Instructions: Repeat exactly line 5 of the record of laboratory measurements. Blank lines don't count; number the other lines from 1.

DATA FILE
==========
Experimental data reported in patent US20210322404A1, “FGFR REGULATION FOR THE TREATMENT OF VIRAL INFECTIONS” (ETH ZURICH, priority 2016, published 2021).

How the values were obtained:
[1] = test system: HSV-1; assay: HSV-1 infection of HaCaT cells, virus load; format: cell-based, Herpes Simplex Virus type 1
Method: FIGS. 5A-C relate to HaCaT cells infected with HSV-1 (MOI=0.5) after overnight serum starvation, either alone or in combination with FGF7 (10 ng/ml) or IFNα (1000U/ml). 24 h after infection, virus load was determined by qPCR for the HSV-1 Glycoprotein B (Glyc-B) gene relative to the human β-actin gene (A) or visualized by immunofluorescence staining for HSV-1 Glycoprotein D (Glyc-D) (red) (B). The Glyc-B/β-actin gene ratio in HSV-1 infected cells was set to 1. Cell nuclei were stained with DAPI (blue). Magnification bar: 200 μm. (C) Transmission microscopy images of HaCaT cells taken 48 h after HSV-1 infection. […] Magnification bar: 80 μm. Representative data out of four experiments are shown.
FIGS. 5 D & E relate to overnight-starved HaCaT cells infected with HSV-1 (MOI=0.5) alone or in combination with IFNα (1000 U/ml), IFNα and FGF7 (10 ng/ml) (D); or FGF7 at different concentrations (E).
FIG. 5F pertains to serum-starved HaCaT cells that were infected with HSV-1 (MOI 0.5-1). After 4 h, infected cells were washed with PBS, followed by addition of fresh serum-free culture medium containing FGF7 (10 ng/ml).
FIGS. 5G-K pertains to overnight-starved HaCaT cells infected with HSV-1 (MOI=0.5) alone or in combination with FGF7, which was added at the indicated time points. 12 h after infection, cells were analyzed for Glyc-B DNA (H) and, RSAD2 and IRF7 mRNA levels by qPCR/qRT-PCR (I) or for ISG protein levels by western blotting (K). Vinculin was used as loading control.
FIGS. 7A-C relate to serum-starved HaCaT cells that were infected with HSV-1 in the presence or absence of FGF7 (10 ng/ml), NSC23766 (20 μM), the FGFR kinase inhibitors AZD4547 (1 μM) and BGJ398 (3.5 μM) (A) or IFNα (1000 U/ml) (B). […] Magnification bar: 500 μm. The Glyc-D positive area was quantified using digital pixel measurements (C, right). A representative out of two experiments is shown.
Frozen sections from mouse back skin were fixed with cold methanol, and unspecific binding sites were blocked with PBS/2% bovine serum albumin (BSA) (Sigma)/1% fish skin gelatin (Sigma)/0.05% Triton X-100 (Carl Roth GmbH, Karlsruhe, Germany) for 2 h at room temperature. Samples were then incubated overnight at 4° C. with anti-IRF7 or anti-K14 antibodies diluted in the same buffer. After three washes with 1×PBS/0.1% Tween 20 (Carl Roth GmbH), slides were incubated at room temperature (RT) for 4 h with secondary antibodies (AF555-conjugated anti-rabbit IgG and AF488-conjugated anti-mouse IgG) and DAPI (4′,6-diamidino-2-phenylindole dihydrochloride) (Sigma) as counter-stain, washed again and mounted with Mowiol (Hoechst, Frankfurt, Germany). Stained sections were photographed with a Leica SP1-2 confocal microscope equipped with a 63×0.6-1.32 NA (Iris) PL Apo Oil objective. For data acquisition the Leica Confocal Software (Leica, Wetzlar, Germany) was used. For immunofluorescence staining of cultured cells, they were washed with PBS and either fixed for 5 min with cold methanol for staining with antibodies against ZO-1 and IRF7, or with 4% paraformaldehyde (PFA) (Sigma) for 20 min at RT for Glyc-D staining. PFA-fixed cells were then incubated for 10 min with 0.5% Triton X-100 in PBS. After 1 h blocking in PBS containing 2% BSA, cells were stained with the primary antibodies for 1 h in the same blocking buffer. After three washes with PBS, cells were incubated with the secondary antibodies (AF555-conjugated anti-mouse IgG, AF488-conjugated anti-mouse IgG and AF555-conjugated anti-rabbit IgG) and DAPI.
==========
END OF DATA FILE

FIGS. 5 D & E relate to overnight-starved HaCaT cells infected with HSV-1 (MOI=0.5) alone or in combination with IFNα (1000 U/ml), IFNα and FGF7 (10 ng/ml) (D); or FGF7 at different concentrations (E).